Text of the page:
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Ok so I know that a lot of us INFJs are talented at learning languages, but does anyone know if a specific method of learning is extra suitable to our personality type? Do you guys think language learning methods are more of a type thing, or a personal preference thing?

btw. I am embarking on learning Dutch as my 4th language. My first three languages were just naturally picked up during my childhood, but now I wish to stratiegically learn Dutch fluently before September...

Have any other INFJs become fluent in a new language within a few months? If so, how?

-Abbi
 

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I've never leaned more than a few words in another language, but I've heard the best way to go is through immersion. You don't just need to run through vocabulary words in a classroom, but have practice speaking and listening to it (preferably from native speakers), too.
 

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english is not my first language. I left my hometown after finishing 7th grade and then spent two years learning nothing but english and after that I got a place in a local school in an english-speaking country and I couldn't believe I have made such a great accomplishment.

from this experience, I realised that I learn best when I associate emotions and feelings with every I say or read or write (I guess it's a feeler thing) hence the trick is to read or watch or listen to something that you are passionate about. don't read dictionaries like a textbook the way I did when I first started to learn english, it was just a dumb way to learn =.=
 

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... not INFJ, but I took a left at the gas station and somehow ended up here.

All language is patterns; grab a good linguistic textbook (or wikipedia) and study it's patterns. K, you don't need to know the exact details of how everything operates and how things come to represent what they do even though the stuff is interesting. What is important is to know that words are constructed of smaller elements, that is prefixes, suffixes and other morphemes. That all words are things, describe things, or do things. That sentences have a specific structure and talk about things doing things. If you know the basic mechanics of language you can learn any language with relative ease. I don't speak Dutch, per se, but the language closest to English is Frisian and is spoken in the Netherlands. There will be many similarities with English and specific differences that also form patterns.

So, I'm looking at Dutch and much of it looks an English and German hybrid spoken with a thick guttural accent. The grammatical structure look analogous to German: that is object, subject, verb in some cases and the common subject, verb, object in others. Unlike English, the spelling looks to be consistent with the sound. You got the entire summer; no problem :)

edit: don't worry about being a perfectionist, just feel around the language intuitively and you'll eventually get the hang of how the pieces fit. Mind you it's possible to learn in 4 months, but understanding the idioms might be a different case.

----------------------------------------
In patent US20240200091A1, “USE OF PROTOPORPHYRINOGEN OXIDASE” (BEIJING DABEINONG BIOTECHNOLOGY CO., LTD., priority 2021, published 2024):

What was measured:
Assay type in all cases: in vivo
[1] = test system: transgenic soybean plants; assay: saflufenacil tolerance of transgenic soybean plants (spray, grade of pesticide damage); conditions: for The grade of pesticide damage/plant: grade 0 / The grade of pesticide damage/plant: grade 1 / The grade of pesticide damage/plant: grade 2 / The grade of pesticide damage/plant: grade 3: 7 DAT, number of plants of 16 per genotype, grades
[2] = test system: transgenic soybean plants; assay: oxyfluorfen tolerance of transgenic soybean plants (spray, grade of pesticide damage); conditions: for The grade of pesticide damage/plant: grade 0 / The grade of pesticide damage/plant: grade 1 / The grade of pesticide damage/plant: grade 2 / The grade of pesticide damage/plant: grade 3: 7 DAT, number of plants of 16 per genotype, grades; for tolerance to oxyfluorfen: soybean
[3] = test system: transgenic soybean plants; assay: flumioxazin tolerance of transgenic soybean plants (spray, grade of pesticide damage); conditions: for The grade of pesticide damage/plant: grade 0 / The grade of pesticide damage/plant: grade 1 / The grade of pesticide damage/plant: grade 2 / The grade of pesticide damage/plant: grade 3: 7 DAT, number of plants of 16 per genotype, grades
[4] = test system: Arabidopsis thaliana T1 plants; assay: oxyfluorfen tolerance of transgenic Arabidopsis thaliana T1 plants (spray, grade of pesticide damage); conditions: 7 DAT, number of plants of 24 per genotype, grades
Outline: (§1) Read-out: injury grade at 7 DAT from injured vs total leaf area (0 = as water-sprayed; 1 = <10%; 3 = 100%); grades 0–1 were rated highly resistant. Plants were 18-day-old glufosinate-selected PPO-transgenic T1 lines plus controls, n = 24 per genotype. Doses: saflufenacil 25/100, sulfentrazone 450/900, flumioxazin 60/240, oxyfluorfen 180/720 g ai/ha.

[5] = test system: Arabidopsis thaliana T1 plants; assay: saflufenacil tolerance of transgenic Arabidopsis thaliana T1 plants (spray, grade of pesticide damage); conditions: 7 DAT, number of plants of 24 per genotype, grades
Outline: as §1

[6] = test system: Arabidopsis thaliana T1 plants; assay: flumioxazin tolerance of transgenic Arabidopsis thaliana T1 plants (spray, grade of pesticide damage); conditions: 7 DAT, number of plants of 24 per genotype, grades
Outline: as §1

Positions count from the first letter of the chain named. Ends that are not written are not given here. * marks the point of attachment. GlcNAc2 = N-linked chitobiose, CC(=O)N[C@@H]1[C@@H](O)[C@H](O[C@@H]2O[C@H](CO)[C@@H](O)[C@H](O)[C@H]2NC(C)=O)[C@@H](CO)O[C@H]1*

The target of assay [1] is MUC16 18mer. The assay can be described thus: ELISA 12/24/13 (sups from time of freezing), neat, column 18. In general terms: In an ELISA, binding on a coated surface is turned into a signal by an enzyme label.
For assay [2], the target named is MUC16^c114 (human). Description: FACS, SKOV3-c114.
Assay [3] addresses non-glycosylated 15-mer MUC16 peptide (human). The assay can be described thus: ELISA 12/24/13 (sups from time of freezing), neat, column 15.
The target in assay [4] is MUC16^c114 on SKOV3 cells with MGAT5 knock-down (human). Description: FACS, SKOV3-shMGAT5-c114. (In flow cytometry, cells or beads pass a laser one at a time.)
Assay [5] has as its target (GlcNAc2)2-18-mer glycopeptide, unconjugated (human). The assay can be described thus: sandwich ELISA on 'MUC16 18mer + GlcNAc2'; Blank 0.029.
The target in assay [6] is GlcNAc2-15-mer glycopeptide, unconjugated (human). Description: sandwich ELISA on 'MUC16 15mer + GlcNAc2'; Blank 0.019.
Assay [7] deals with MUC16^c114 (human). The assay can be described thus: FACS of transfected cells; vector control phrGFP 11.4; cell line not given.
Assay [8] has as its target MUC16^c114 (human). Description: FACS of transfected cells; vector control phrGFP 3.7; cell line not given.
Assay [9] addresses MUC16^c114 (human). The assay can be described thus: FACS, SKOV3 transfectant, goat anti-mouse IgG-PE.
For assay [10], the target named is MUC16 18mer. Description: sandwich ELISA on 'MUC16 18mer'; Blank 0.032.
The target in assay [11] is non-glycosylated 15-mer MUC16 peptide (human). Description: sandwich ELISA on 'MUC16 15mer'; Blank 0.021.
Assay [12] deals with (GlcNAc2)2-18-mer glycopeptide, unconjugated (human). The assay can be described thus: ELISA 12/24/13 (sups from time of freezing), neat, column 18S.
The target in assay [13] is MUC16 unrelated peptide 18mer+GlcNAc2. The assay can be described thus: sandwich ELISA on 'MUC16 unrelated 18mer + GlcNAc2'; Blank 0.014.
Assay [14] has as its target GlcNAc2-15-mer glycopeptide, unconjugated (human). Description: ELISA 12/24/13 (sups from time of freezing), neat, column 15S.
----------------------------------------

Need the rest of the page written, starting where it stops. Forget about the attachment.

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@Abbi

Best thing is thru immersion like said before.
Sitting down and learning everything word by word won't really work.

F types need to associate their feelings and emotions with words.

I myself read into what people say often more than what I can actually understand them.
 

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I think the best way to learn for an INFJ, and probably anyone else, is to immerse in an environment of the language in question, preferably people, preferably in the country in question.

Ni+Fe+Ti+Se will make language acquisition in a people environment automatic and efficient.

On another note, I often find it useful to sit down and read about the grammar of the language I'm learning. It gives structure to intuition, and speeds up the learning process.

At the time, I'm learning Japanese part time, and my everyday schedule/plan looks like this:

- 45 minutes of Kanji practice in the morning (with Heisig's Remember the Kanji)
- 25 minutes of Pimsleur Japanese (audio learning) on the bus to university
- 60 minutes of doing written exercises in a textbook in the evening

Besides my day schedule, I watch Japanese movies several times a week (and I watched a lot of anime in my youth), I listen to Japanese music everyday but not in a structured manner and I read books. Also I set my computer/Facebook/phone language to Japanese and I write in Japanese with a buddy of mine who follows the same plan as me.

As soon as I have good grasp of the complete grammar and know some vocabulary, I'm going to find a Japanese speaking Skype friend or something - as I mentioned, I enjoy being able to understand the structures before I put it into practice. Learning a language isn't something that's done in a few years, it's a lifetime thing, at least that's how I see it.